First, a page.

Thu | Dec 5, 2019

Port Royal residents fear demolition doom

Published:Wednesday | November 13, 2019 | 12:41 AMChristopher Serju/Gleaner Writer
Ann-Marie Chamberlain, with her son Neville Weir, talks with The Gleaner about the challenges ahead for Beach View Restaurant and Bar.
Ann-Marie Chamberlain, with her son Neville Weir, talks with The Gleaner about the challenges ahead for Beach View Restaurant and Bar.

They waited nervously for two hours fearing the bulldozer that was slated to arrive at noon to begin demolition of the Beach View Restaurant and Bar owned and operated by community nurse and businesswoman Tashnee Tomlinson.

A notice affixed to a tree and dated January 23, 2019, addressed to ‘Illegal Occupant’, had warned that Tomlinson was required to “cease occupation, vacate and deliver up possession of, and remove any fencing and/or temporary structures erected. “

The notice, served in the name of the commissioner of lands, would purportedly take effect on or before April 23, 2019. That date has long passed.

Yesterday morning, Tomlinson, 38, was distraught and desperate reaching out to The Gleaner in a desperate bid for help in bringing her problem to public notice. She had received a text message only that morning that the bulldozer was slated to arrive at noon.

A group of friends, some in a similar predicament, stood with her in solidarity, afraid but united in desperation. Among them was Andrea ‘Wingy’ Goldson, who explained that she, too, had built on land from which she was being evicted.

“I’m living there with my boyfriend and son for five years, living comfortable, and then these people come and say we have to move,” she told The Gleaner.

“A couple of us go to (the National) Land Agency, but they say they don’t know about it, but the letter come from Land Agency, so I don’t know wah really a gwaan. It mek me stress out knowing that I did homeless before and I going back to the same condition. At one time, I get slim, a only now me a put on little weight.”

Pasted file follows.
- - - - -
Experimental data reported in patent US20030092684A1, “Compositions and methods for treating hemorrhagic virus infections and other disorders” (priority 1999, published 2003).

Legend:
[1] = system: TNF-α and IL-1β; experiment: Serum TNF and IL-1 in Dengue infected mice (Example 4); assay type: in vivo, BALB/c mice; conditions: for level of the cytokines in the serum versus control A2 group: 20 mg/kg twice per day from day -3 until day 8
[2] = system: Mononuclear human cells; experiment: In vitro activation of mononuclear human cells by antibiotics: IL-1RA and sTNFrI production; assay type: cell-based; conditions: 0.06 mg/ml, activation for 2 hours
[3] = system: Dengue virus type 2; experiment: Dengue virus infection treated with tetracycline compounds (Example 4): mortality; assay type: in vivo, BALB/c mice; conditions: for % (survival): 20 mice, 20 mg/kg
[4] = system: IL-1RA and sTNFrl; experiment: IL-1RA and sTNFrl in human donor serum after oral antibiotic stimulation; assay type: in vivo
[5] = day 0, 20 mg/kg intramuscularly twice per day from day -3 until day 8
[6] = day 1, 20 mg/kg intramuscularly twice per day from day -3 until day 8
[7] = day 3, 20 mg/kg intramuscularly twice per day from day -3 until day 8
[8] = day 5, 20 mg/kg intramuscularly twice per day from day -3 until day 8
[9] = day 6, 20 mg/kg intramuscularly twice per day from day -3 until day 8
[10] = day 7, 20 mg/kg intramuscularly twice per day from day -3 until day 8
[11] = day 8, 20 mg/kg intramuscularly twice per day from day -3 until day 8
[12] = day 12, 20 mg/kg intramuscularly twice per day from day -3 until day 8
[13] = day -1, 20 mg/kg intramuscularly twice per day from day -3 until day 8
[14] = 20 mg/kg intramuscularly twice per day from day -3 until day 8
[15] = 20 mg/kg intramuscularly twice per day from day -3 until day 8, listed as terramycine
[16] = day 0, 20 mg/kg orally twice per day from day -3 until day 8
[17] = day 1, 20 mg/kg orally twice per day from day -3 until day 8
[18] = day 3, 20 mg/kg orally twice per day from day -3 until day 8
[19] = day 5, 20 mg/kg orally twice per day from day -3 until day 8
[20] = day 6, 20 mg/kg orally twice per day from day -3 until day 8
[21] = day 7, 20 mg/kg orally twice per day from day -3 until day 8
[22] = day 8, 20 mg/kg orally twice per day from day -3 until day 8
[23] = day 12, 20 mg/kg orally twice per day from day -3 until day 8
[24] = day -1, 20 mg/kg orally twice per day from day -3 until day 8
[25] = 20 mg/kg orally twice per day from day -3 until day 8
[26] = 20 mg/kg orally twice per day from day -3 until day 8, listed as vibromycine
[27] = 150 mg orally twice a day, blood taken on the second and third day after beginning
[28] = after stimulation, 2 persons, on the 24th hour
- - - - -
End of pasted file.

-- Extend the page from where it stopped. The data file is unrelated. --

Tomlinson, who was born in Port Royal, was cited in 2014 by the commissioner of lands to formalise her occupancy of the property.

Commissioner of lands

In response to that application, she received correspondence on behalf of the commissioner of lands, dated June 2, 2014, stating that the said property was not owned by the commissioner of lands.

That declaration prompted Tomlinson’s attorney-at-law, Bert Samuels, to pen a letter to the commissioner of lands dated October 17, 2019, arguing that that admission was “in conflict with your letter of the 2nd June, 2014. We are, therefore, unable to accede to your notice ... .

The letter continued: “ As an occupant of the land for more than 30 years, we are of the view that should these lands be that of the Government of Jamaica, our client should be negotiated with to settle on the lands.”

Even though she was told that this meant that the eviction notice could not be legally effected without due process, Tomlinson remains restless and watchful should the rumble of a bulldozer target her restaurant.

christopher.serju@gleanerjm.com